A brittle German resistance continues to be dangerous

British paratroops in Hamminkeln during the Allied airborne landings east of the Rhine, 25 March 1945.

British paratroops in Hamminkeln during the Allied airborne landings east of the Rhine, 25 March 1945.

British airborne troops with a 6-pdr anti-tank gun in Hamminkeln, Germany, 25 March 1945.

British airborne troops with a 6-pdr anti-tank gun in Hamminkeln, Germany, 25 March 1945.

The Allies were suddenly firmly established on the east bank of the Rhine. The last natural German defence line had been breached and the expected battle of attrition avoided. It was also a massive psychological blow to many of the German troops, in many minds there was no rational explanation why the war should go on.

As the Nazis used ever more ruthless measures to deal with anyone even suspected of straggling or desertion, it remained difficult for German troops to surrender, even if they, and sometimes even their officers, saw no point continuing. There were a number of instances of a apparently strong resistance suddenly collapsing. Allied troops would come to resent Germans who fought and killed and then, when their position became untenable, suddenly surrendered and expected to be treated honourably.

The Seaforth Highlanders encountered one such incident in their attack on Groin. Lance-Corporal Green tells the story:

We were all in No 5 section,’ he said. ‘There was a Corporal Purchase, and Gray was the bren gunner, and there was Hayes, and Hay and Hanson, and myself . we’d been together a long time ? right through everything – and we were all good mates. Captain Gardiner came up and called for volunteers, and Corporal Purchase says “We’ll go.” Captain Gardiner says: “It’s important. The place must be got. ” And the Corporal says: “We’ll do the job properly if I have to do it myself. ”

‘We got 16 Platoon to put down mortar smoke and high explosive in front of us, and set off down the road. The house and the trench were on the left of the road, and that was the side where Mr. Manson was held up, so when the smoke cleared a bit and we were fired on we dived into the ditch on the right. It was a good ditch and we were able to work along it fairly fast until we hit the drain.

That was the start of the business. The drain cut the ditch and the road at right angles, and a wee bridge carried the road over it; so of course that meant we couldn’t crawl any farther. It meant we would have to nip out of the ditch, run across the bridge, and get back into the ditch on the far side. The Boche were only seventy yards away. They weren’t fast enough to catch Purchase and Gray when they made a dive for it; but of course they were just waiting for us, and whenever we showed ourselves we got a burst through our hair.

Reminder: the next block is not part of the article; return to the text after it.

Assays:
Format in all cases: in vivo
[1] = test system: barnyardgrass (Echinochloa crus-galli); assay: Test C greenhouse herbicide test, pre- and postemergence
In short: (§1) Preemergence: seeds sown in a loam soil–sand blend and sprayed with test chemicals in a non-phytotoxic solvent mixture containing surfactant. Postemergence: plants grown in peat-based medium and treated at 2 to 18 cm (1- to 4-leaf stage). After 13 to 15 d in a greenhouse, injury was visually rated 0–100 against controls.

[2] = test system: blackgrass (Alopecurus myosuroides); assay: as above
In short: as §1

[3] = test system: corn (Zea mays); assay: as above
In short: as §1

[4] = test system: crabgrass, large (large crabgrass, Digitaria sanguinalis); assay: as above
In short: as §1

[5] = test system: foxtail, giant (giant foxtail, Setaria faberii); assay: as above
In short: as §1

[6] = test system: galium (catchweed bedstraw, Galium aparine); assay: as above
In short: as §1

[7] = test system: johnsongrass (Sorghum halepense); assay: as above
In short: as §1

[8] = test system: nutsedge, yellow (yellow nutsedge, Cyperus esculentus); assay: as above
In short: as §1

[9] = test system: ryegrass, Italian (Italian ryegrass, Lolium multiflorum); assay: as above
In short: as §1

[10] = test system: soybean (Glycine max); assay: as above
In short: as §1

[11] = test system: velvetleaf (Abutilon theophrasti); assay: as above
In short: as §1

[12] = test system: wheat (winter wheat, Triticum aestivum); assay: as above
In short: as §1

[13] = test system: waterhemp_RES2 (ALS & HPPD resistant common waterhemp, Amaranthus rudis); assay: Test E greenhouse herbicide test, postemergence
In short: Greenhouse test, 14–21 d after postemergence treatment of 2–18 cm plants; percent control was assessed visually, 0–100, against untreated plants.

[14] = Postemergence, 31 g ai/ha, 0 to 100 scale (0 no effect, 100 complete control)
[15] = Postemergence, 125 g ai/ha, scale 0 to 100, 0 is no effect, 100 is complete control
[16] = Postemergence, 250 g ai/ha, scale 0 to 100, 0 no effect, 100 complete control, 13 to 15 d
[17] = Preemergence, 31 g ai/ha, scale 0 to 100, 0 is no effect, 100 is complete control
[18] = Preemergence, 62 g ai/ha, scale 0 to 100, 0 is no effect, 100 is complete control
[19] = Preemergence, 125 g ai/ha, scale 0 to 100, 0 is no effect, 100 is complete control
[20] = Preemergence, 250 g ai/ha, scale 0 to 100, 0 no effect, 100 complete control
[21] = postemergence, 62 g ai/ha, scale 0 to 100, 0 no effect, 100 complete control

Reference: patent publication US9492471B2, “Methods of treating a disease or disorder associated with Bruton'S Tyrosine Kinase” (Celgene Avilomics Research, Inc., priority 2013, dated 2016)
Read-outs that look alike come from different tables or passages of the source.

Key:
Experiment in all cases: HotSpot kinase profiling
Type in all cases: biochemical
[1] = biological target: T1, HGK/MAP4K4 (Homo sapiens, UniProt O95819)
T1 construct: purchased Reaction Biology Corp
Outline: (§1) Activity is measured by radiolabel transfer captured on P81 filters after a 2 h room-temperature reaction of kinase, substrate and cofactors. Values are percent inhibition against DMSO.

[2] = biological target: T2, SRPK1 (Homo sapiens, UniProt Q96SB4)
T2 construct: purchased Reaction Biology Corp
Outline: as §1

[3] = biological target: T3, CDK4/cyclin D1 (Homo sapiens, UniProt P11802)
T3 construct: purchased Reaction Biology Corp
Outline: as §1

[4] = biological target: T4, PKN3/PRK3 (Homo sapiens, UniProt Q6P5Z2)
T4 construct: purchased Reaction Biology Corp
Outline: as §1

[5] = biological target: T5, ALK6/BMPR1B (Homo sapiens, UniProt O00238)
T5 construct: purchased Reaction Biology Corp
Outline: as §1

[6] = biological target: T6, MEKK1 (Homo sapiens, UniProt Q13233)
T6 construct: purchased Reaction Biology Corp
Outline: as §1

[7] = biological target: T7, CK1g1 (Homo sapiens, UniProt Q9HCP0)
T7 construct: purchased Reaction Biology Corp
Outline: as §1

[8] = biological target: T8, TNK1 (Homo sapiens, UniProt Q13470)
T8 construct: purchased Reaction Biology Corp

‘We thought the pair of them would wait for us and give us covering fire to help us over the gap: but nothing happened. I stood up beside a telegraph pole, and before a burst put me back into the ditch again I’d just time to see three spandaus and a hell of a lot of Boche in a big trench, and Purchase and Gray disappearing round the end of a house about forty yards away from them.

‘The bullets were going through the grass a foot above our heads. We heard a bren firing, and then a sten, and we heard them shouting: “Give up, you bastards! The Seaforths are here!” That must have been when they charged. There were a few bursts of spandau, and then silence.
‘We knew what that meant. They were our mates, and we were all boiled up. “To hell with this,” I said. “Come on.”

‘We ran over the bridge, and into the ditch again, then across the road to the cover of a house, and then round to the Boche side. Purchase was lying about twenty yards from the trench, and Gray was almost inside it. There wasn’t a scrap of cover for the last forty yards. The two of them had gone at it baldheaded, and there were three spandaus and forty-six men in the trench. Of course they were hit. They were hit all over. But they’d made the Boche look their way, and 16 Platoon had been able to get into the big house while the panic was on.

‘We were mad when we saw them lying there. We didn’t know what we were doing. We stood in the open, not even shooting, and called the Boche for all the names in creation, and yelled at them to come out. And so help me, they did. A wee white flag came over the edge, and then an officer, and then two or three, and then the whole issue. Forty-six of them. The officer was one of those right clever baskets – big smiles all over his face ….

‘Purchase was the best section leader ever we had.’He died. Gray, though he had a burst clean through him, lived to receive the Distinguished Conduct Medal and survive the war. His bren was found actually inside the German trench.

The whole circumstances of the attack can be read , with an accompanying map, at 51st Highland Division.

DUKW crews (including one soldier wearing a top hat) rest by the roadside east of the Rhine, 25 March 1945.

DUKW crews (including one soldier wearing a top hat) rest by the roadside east of the Rhine, 25 March 1945.

DUKW amphibious vehicles ferrying supplies across the Rhine, 25 March 1945.

DUKW amphibious vehicles ferrying supplies across the Rhine, 25 March 1945.

A Universal carrier unloaded from a Hamilcar glider during the Rhine crossing, 24-25 March 1945.

A Universal carrier unloaded from a Hamilcar glider during the Rhine crossing, 24-25 March 1945.

A Class 40 pontoon bridge over the Rhine, 25 March 1945

A Class 40 pontoon bridge over the Rhine, 25 March 1945

{ 1 comment… read it below or add one }

Phil Goodwin April 2, 2015 at 7:43 pm

Is it possible to see some photo’s or information on the War in Burma. My father fought with the 14th Army, but there is very little coverage of the war in Burma.

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